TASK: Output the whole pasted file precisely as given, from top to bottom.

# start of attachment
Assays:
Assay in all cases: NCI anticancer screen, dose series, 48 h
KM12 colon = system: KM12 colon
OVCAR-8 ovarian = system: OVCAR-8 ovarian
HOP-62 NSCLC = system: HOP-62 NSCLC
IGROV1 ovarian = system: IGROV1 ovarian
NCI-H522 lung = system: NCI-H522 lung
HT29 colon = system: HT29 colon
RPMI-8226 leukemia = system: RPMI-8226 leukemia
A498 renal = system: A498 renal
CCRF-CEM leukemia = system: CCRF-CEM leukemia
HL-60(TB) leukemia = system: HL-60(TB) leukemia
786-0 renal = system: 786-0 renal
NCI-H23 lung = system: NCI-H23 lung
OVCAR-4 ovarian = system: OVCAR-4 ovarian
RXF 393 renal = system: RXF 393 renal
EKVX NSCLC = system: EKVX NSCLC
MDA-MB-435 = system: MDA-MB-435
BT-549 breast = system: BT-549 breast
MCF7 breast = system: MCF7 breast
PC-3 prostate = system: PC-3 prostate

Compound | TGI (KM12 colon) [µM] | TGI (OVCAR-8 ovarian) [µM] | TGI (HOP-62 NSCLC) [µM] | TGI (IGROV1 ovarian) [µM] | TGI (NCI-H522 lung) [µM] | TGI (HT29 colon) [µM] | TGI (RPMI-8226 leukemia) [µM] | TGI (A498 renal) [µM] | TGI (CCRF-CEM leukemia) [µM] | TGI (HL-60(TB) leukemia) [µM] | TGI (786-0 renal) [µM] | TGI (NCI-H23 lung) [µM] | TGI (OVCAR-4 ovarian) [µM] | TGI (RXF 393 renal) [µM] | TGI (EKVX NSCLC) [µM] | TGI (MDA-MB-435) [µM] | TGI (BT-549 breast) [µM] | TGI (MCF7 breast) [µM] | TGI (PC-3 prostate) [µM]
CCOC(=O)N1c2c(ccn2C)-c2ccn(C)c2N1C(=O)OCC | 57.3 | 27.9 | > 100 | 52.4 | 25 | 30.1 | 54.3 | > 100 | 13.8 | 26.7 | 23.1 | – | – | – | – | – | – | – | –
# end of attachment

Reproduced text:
Assays:
Assay in all cases: NCI anticancer screen, dose series, 48 h
KM12 colon = system: KM12 colon
OVCAR-8 ovarian = system: OVCAR-8 ovarian
HOP-62 NSCLC = system: HOP-62 NSCLC
IGROV1 ovarian = system: IGROV1 ovarian
NCI-H522 lung = system: NCI-H522 lung
HT29 colon = system: HT29 colon
RPMI-8226 leukemia = system: RPMI-8226 leukemia
A498 renal = system: A498 renal
CCRF-CEM leukemia = system: CCRF-CEM leukemia
HL-60(TB) leukemia = system: HL-60(TB) leukemia
786-0 renal = system: 786-0 renal
NCI-H23 lung = system: NCI-H23 lung
OVCAR-4 ovarian = system: OVCAR-4 ovarian
RXF 393 renal = system: RXF 393 renal
EKVX NSCLC = system: EKVX NSCLC
MDA-MB-435 = system: MDA-MB-435
BT-549 breast = system: BT-549 breast
MCF7 breast = system: MCF7 breast
PC-3 prostate = system: PC-3 prostate

Compound | TGI (KM12 colon) [µM] | TGI (OVCAR-8 ovarian) [µM] | TGI (HOP-62 NSCLC) [µM] | TGI (IGROV1 ovarian) [µM] | TGI (NCI-H522 lung) [µM] | TGI (HT29 colon) [µM] | TGI (RPMI-8226 leukemia) [µM] | TGI (A498 renal) [µM] | TGI (CCRF-CEM leukemia) [µM] | TGI (HL-60(TB) leukemia) [µM] | TGI (786-0 renal) [µM] | TGI (NCI-H23 lung) [µM] | TGI (OVCAR-4 ovarian) [µM] | TGI (RXF 393 renal) [µM] | TGI (EKVX NSCLC) [µM] | TGI (MDA-MB-435) [µM] | TGI (BT-549 breast) [µM] | TGI (MCF7 breast) [µM] | TGI (PC-3 prostate) [µM]
CCOC(=O)N1c2c(ccn2C)-c2ccn(C)c2N1C(=O)OCC | 57.3 | 27.9 | > 100 | 52.4 | 25 | 30.1 | 54.3 | > 100 | 13.8 | 26.7 | 23.1 | – | – | – | – | – | – | – | –